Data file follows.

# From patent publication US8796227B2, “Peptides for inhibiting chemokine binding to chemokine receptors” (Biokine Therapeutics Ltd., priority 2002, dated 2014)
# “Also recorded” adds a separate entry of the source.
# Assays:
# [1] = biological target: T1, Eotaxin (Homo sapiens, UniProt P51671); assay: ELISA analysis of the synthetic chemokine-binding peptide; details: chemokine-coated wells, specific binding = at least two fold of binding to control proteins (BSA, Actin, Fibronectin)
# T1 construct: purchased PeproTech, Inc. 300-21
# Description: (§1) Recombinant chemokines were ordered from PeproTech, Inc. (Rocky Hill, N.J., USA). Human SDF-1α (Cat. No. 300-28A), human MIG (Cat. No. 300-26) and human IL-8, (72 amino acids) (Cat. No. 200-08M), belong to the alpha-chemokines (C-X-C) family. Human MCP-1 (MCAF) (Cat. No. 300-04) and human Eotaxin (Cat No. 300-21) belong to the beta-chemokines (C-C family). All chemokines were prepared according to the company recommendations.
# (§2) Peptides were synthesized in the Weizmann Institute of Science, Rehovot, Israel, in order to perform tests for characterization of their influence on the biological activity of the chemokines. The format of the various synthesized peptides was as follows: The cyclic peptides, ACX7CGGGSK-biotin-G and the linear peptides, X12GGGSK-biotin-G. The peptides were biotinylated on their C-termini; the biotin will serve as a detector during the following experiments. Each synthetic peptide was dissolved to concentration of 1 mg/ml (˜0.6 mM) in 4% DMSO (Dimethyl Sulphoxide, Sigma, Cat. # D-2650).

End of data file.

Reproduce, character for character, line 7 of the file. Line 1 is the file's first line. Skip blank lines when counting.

# (§2) Peptides were synthesized in the Weizmann Institute of Science, Rehovot, Israel, in order to perform tests for characterization of their influence on the biological activity of the chemokines. The format of the various synthesized peptides was as follows: The cyclic peptides, ACX7CGGGSK-biotin-G and the linear peptides, X12GGGSK-biotin-G. The peptides were biotinylated on their C-termini; the biotin will serve as a detector during the following experiments. Each synthetic peptide was dissolved to concentration of 1 mg/ml (˜0.6 mM) in 4% DMSO (Dimethyl Sulphoxide, Sigma, Cat. # D-2650).